Join SILS for a special presentation by Harry Halpin to discuss technical problems as social problems. Halpin is set to deliver his talk, "Technical Problems As Social Problems in Disguise: From the Web to Blockchains and Beyond," on Thursday, Dec. 7, from 2:30-3:30 p.m. in Manning Hall 001.
Abstract: Behind many technological protocols are hidden social assumptions, and empirical methods in data science can be used to test and validate these assumptions. For example, my research in data science shows how the traditional "top down" assumptions of metadata schemes on the Semantic Web break down in the messy real-world of human activity on the Web, and how stable consensus around classification can be formed via "bottom up" collaborative tagging. However, our technologies are not designed for today's adversarial environment, where privacy and security are becoming increasingly vital. Yet my current ethnographic research shows that the assumptions of the developers of encrypted messaging products like WhatsApp and Signal fail to meet the needs of high-risk activists from Russia to Syria. I'll explore how participatory re-design of these protocols, with the help of blockchain technology, can offer a way forward not just for human rights activists, but everyday problems in topics as diverse as bias in big data and healthcare.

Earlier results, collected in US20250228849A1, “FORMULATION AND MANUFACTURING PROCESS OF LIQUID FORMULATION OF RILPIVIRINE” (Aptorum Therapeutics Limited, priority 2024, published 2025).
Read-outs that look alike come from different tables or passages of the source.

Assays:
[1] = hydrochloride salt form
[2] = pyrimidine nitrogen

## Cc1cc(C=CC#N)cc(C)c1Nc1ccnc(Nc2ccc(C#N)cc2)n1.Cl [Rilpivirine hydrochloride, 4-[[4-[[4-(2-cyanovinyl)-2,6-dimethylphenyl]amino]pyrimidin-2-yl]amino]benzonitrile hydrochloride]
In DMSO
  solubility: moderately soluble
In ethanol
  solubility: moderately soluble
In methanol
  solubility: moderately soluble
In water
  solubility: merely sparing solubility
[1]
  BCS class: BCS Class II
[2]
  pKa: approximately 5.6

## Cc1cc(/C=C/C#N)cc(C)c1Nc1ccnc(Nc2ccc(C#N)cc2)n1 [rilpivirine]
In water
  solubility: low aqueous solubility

Bio: Harry Halpin is a Research Scientist on privacy-enhanced data science using blockchain technology at the MIT Sociotechnical Research Center. He is also a visiting Researcher at Inria (Institut national de recherche en informatique et en automatique), where he is project co-ordinator of the European Commission's NEXTLEAP project on decentralizing encrypted messaging. Previously, he led the Web Cryptography Working Group as security standardization lead in the Technology and Society Domain of the World Wide Web Consortium (W3C), and was a program manager at Duke University where he helped Cathy Davidson launch HASTAC (Humanities, Arts, Science and Technology Alliance and Collaboratory). He received his award-winning Ph.D. in Informatics from Edinburgh University, completed his postdoctoral work under philosopher Bernard Stiegler at Centre Pompidou, and is the author of the book "Social Semantics."